In the world of prescription drugs, Lipitor is the king with over $10 billion in annual sales.
Some consumer groups, however, believe that the drug’s manufacturer, Pfizer Inc., engaged in deceptive advertising of the cholesterol drug in order to boost sales.
Only one day after the Food and Drug Administration (FDA) approved the drug for additional populations, a federal class-action was filed in U.S. District Court in Boston, Massachusetts by Community Catalyst and Health Care For All claiming that Pfizer marketed Lipitor to reduce cholesterol in patient populations that had not been covered in clinical trials.
The suit also alleges that Pfizer engaged in a massive campaign to convince both doctors and patients that Lipitor is a useful treatment for nearly everyone with elevated cholesterol, even though no studies have shown it to be effective for women and those over 65 years of age who do not already have heart disease or diabetes.
In particular, the suit claims that Pfizer violated state consumer protection laws by promoting Lipitor as preventing heart disease in women or people over 65 who did not have heart disease and diabetes when it did not have studies to support such a claim.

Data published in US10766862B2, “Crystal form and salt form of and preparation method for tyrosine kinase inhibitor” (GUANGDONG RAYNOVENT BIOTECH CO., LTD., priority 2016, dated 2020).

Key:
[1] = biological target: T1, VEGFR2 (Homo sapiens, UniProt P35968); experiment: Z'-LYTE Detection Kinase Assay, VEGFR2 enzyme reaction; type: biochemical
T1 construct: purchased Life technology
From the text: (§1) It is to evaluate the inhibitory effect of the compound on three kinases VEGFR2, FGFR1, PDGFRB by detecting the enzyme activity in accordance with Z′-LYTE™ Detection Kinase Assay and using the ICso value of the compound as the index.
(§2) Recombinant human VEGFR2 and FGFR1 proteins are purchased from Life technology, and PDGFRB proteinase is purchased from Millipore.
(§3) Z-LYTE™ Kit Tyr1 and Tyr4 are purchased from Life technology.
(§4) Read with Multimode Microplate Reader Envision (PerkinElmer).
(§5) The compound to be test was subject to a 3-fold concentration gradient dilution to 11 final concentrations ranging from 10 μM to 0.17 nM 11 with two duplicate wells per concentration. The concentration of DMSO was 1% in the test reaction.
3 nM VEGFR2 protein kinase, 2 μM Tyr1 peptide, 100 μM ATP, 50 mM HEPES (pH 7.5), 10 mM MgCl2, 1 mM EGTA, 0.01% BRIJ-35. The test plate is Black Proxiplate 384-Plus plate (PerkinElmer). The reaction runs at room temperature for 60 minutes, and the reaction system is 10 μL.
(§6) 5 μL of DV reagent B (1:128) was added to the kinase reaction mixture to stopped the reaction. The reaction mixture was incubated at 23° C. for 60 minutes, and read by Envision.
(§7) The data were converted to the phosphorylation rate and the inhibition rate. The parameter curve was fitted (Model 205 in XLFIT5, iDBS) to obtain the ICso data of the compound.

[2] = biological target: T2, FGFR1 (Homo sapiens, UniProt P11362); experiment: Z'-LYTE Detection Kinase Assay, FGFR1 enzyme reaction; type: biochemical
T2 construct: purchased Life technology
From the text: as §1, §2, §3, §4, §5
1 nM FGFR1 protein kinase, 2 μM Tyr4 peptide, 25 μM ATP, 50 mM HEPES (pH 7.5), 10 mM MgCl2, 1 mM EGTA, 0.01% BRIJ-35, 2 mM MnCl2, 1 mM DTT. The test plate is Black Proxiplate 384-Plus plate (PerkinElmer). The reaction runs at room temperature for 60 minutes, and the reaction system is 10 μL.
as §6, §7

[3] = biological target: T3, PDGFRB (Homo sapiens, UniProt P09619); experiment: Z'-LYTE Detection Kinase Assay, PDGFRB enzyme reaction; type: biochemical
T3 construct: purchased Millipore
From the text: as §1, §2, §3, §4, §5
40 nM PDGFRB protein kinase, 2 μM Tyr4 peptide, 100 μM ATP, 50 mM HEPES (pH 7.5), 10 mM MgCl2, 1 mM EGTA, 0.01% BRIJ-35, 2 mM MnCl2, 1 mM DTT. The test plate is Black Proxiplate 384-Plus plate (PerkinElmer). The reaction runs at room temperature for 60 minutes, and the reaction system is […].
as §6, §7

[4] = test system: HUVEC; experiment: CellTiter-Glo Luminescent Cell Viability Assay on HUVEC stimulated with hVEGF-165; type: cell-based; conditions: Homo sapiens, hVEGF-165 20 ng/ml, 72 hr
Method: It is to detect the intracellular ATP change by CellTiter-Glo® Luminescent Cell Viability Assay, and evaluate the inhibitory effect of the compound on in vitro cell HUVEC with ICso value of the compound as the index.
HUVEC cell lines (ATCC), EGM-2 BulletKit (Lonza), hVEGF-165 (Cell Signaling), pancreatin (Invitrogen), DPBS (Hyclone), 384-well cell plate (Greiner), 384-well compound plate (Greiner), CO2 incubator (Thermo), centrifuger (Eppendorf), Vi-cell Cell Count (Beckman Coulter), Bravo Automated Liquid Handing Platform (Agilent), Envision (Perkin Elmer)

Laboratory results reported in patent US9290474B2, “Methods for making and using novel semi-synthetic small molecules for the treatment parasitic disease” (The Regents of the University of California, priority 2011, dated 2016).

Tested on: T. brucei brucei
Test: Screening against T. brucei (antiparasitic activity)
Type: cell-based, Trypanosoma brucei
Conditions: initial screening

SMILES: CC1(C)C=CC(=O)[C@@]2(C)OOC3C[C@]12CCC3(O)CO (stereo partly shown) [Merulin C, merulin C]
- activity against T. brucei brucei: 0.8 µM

Pfizer, however, announced that the FDA approved the drug for patients with Type 2 diabetes and those without diabetes who did not have heart disease but who had one or more risk factors for the condition other than high cholesterol. These include high blood pressure, family history, being over 55, smoking, and obesity.
The approval was based on two clinical trials involving more than 13,000 patients, Pfizer said.
The plaintiffs allege that Pfizer’s advertising of the drug created billions of dollars in unnecessary drug spending among the two patient groups. They cited a study of 2,000 women, which concluded that those taking Lipitor actually suffered 10% more heart attacks than those taking a placebo.
The lawsuit seeks reimbursement for women and seniors and third-party payers who bought Lipitor "unnecessarily." Lipitor sales amounted to $10.86 billion in 2004, almost 21% Pfizer’s total revenue and, although it is not clear how much of that figure is attributable to the two groups that are the subjects of the class-action, damages could run into the billions if the suit is successful.